RANCHO SANTA FE — “Whoa! Hold your horses!” is a familiar refrain urging a person to slow down and take control.
The Rancho Santa Fe Patrol knows all too well about holding horses because one of their duties is rounding up horses that have thrown their rider or escaped their stalls or corrals, especially if the horse is spooked and running blinding toward a major traffic artery.
“It’s a danger to everyone out there and to the horse,” Wellhouser said.
He can tell horror stories about what can happen when horses and vehicles collide.
Dealing with loose horses happens so often that patrol members are prepared by carrying halters and lead lines in their patrol vehicle, and a bit of what Wellhouser calls “horse bait,” which is a few alfalfa pellets that will attract reluctant horses.
Still they needed to brush up on their skills.
“It has been a while since our last training,” Wellhouser said.
They turned to Debbie Rocha, Western Riding expert at the Rancho Santa Fe Riding Club, who gave them tips on how to stop a horse, approach it and get a halter on its head during an hour-long session on Nov. 17.
“I just want to answer questions and point out something they might not be familiar with,” Rocha said.
She said when it comes to dealing with horses anything is possible.
“If you can imagine it, it can happen,” she said.
Rocha said that a few horses are escape artists no matter where they are confined.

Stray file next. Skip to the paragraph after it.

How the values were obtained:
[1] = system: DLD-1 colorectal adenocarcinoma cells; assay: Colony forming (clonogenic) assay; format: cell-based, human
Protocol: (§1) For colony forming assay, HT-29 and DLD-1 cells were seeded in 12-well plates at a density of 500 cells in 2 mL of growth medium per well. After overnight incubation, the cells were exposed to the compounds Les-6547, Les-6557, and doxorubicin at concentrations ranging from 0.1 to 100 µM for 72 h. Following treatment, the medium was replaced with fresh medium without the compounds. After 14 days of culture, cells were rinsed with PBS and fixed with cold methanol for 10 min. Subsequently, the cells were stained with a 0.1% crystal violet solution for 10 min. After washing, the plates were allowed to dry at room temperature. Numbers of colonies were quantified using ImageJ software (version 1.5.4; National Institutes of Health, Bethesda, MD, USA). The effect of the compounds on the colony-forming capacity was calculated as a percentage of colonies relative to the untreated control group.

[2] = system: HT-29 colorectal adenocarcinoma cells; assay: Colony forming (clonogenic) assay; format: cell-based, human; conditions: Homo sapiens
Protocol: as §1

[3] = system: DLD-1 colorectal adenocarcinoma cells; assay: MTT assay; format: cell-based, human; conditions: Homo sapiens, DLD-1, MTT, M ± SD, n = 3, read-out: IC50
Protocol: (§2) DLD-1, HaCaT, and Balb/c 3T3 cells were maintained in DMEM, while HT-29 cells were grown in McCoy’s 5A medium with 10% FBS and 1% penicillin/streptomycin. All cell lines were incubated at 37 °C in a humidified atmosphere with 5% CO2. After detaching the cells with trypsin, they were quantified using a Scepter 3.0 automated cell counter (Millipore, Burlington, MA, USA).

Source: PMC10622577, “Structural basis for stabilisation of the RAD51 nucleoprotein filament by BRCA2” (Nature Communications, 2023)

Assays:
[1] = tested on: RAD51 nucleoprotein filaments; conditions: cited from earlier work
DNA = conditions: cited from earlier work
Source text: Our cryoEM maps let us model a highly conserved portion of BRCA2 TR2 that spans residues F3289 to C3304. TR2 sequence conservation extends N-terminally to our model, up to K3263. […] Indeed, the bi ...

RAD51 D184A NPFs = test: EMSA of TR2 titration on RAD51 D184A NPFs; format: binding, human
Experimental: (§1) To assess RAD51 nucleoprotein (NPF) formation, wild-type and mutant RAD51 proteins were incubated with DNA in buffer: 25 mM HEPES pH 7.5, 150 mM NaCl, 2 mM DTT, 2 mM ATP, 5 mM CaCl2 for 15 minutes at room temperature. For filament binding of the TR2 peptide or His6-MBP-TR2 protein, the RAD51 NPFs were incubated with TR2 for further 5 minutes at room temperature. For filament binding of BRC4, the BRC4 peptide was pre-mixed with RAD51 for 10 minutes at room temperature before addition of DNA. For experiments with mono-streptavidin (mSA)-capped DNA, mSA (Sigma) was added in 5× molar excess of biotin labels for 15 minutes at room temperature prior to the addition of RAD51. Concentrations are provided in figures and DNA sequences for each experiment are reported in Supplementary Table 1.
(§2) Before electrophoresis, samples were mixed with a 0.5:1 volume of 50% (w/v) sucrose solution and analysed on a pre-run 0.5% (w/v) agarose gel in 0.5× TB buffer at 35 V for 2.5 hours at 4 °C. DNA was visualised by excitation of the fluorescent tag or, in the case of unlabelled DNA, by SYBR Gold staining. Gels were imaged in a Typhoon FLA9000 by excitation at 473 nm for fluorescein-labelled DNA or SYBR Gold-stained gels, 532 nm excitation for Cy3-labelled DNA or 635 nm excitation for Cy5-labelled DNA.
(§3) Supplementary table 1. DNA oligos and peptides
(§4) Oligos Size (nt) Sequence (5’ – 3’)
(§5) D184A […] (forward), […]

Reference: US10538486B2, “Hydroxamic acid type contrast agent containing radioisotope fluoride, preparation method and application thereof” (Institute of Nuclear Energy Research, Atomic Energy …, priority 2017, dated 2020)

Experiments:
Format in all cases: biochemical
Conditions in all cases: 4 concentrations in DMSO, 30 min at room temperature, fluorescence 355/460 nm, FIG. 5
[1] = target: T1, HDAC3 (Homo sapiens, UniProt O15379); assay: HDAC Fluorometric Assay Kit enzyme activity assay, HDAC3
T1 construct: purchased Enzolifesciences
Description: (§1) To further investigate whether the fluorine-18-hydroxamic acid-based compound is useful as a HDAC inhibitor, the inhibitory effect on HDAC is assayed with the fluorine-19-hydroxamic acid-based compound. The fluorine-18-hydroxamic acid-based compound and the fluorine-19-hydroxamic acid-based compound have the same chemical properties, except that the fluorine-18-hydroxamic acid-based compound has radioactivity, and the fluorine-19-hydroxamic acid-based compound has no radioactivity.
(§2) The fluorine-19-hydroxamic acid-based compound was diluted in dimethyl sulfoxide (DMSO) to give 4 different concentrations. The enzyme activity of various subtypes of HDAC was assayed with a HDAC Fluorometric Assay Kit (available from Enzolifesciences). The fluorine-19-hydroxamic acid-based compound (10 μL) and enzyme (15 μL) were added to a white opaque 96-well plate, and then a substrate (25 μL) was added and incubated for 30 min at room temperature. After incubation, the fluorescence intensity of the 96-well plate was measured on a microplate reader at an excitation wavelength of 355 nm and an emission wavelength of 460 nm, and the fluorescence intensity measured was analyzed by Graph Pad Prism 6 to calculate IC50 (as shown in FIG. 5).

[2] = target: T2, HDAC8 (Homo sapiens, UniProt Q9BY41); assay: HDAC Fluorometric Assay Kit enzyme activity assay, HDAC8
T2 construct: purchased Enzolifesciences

“A lot are pretty good at opening latches,” she said.
She said she once knew a horse that had to be locked in and the key hidden from it.
Rocha said it is important not to try to hide the halter from the horse.
“Show him the halter. Walk up to him like he’s your best friend,” she said.
After a demonstration, she let each patrol officer try the procedure until they were comfortable with it.
Then she taught them how to get a horse going in the desired direction.
“Horses are herd animals, so if you chase them, they are going to run,” she said.
Instead, she taught the officers how to walk up to the horse and pull its lead line in the right direction for the right results.
She also taught them basic safety and how to avoid being kicked.
“We have a lot of horse ranches and a lot of people keep horses,“ Wellhouser said. ”If you if you did not grow up around horses you probably don’t know how to deal with them. It’s the same thing with dogs. If you didn’t grow up with a dog you probably don’t know how to work with a dog.”